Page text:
How Technology Changes Art
Technical revolutions create new art. Think of Frank O. Gehry’s work in architecture. His new software tools enable fresh and unthinkably challenging buildings based on original construction methods. The ability to visualize and specify innovative structures and techniques makes the artist ask larger and more ambitious questions. All of this flows from working with powerful and refined instruments.
There was great hope and excitement in the 60’s as computers started singing and synthesizers were heard in popular music. Since then, however, very little in the way of a “New Music” has emerged. The technology has bifurcated placing the convenience of appliance ready instruments into the hands of Rappers and Trance musicians while innovations in computer music have seldom left the rarified world of academe.
Modern music rarely uses modern instruments. Tonalities are mostly limited to symphonic instruments possibly played in an extended manner. When new timbres are introduced it is usually in the form of a prerecorded audio track. Musicians must play against this tape, locked in step to its tempo and dynamics limiting expressive freedom. Progress?
Overcoming this fragmentation and inertia demands a unifying vision. The idea of a live interactive ensemble performing coherent music necessitated a re-invention of instrumentation and compositional techniques. Introduction of new timbres must not inhibit expression. A respect for tradition needed to embrace new technology. A whole lot of things had to change, yet be familiar.
The role of the computer in music has been felt in the studio and in the convenience offered by individual instruments. The application of the computer as the integrator of an ensemble and musical contributor is the next logical step. MAPPS is a first generation technology that allows the modern musician and composer to have a more inventive and iterative relationship to each other and their expanded instruments. Just as one comes to care for a particular violin for its touch and timbre, the responsiveness of the MAPPS system entices and engages its users on multiple levels.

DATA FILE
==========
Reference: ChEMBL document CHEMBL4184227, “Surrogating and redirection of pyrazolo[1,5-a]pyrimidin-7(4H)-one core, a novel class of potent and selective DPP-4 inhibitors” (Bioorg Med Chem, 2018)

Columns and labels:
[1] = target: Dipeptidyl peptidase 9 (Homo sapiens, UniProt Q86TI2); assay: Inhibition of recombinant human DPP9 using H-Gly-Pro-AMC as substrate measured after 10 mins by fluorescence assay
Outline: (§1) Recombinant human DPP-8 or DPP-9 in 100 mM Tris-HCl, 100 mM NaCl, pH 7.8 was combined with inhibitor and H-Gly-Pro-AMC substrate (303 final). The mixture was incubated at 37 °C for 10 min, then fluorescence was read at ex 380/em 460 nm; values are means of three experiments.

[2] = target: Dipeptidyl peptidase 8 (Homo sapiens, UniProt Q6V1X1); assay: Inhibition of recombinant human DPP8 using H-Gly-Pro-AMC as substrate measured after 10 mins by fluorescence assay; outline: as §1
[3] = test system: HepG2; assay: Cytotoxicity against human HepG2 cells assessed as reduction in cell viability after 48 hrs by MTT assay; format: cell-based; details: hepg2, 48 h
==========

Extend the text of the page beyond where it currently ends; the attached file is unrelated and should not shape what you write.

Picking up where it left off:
Achieving this “new music system” required nursing hundreds of components through generations of refinement while remaining dedicated to the mandates and rigors of on-stage reality. Early successes expanded the scope of the design. Integrating and coordinating multiple musicians and working with outside composers forced the system to be consistent and extensible.
With the technology behind MAPPS now functional, it is possible to have an idea and hear it live minutes later. The composer can ask larger questions and hear immediate answers. A deterministic row or rhythmic uncertainty can be invoked as easily as counterpoint or a key change. While not unlimited, the tonal, structural and reactive elements team to create an exhaustive easily accessed world of knowable opportunities. The goal moving forward is to facilitate this exploration.